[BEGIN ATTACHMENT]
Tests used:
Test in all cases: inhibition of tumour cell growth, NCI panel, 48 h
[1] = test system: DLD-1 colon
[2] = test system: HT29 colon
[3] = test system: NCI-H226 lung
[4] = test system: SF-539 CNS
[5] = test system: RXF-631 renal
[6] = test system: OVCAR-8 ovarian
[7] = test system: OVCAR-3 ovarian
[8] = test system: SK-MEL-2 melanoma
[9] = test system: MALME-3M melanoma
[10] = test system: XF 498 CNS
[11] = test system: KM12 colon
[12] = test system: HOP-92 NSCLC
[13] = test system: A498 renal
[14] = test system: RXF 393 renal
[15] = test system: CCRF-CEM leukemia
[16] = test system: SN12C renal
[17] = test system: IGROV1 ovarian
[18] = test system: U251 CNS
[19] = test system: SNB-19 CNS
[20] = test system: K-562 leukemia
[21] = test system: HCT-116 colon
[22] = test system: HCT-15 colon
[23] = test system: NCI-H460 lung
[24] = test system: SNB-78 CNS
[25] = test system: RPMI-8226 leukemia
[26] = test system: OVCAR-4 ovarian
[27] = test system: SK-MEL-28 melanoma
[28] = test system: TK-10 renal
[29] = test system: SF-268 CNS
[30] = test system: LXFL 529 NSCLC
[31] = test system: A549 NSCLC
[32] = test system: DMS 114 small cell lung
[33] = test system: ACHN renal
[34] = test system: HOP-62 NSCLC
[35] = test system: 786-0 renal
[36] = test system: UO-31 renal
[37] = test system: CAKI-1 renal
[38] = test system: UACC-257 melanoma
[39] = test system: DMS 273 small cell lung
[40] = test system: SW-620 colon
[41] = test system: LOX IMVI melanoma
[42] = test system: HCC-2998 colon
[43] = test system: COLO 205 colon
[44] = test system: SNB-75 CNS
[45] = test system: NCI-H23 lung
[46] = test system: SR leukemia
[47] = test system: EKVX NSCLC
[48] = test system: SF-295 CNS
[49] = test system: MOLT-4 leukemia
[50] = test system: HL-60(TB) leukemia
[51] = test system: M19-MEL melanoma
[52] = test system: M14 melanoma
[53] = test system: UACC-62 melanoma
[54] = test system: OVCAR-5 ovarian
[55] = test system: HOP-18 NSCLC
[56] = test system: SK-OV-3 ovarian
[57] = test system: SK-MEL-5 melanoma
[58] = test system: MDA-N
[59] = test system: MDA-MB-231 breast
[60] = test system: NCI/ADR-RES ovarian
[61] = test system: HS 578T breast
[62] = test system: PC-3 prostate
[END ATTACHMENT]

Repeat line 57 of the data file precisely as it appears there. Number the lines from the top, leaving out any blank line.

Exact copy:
[55] = test system: HOP-18 NSCLC